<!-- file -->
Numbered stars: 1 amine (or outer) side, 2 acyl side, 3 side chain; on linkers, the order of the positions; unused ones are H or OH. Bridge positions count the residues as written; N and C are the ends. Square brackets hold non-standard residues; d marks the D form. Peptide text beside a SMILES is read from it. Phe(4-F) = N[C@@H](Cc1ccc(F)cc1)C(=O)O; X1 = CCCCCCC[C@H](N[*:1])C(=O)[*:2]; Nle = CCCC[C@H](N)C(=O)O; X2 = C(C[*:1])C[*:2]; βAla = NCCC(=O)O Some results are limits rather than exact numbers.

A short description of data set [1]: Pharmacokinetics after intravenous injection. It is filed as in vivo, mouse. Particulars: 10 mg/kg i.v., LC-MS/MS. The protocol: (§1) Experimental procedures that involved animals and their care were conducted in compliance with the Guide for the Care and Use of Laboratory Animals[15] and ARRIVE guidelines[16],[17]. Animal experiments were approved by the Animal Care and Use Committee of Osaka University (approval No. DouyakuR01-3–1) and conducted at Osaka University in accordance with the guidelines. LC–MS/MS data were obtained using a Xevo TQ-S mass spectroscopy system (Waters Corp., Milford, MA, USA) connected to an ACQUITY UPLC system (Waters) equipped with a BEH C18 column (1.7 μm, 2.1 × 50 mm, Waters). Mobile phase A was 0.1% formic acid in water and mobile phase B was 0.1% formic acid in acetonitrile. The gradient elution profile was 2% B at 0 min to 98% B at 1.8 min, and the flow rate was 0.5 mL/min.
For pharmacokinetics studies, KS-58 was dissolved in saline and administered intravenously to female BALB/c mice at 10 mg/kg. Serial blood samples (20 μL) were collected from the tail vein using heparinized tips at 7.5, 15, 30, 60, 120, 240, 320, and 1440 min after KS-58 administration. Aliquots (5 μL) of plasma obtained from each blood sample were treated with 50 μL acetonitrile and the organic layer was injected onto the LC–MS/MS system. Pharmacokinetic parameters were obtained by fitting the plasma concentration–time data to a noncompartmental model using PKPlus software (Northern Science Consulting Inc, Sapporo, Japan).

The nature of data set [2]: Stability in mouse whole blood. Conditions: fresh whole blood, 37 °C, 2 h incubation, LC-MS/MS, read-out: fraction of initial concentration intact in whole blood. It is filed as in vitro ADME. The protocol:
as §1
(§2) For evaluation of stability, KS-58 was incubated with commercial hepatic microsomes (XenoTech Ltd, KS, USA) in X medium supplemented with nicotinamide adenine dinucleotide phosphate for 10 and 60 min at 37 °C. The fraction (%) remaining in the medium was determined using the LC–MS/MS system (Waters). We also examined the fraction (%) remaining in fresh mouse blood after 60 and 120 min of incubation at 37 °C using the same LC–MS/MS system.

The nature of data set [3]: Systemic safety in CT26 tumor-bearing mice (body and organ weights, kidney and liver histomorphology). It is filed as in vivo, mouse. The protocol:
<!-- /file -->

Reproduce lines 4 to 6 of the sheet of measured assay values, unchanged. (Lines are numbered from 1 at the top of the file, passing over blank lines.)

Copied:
The nature of data set [2]: Stability in mouse whole blood. Conditions: fresh whole blood, 37 °C, 2 h incubation, LC-MS/MS, read-out: fraction of initial concentration intact in whole blood. It is filed as in vitro ADME. The protocol:
as §1
(§2) For evaluation of stability, KS-58 was incubated with commercial hepatic microsomes (XenoTech Ltd, KS, USA) in X medium supplemented with nicotinamide adenine dinucleotide phosphate for 10 and 60 min at 37 °C. The fraction (%) remaining in the medium was determined using the LC–MS/MS system (Waters). We also examined the fraction (%) remaining in fresh mouse blood after 60 and 120 min of incubation at 37 °C using the same LC–MS/MS system.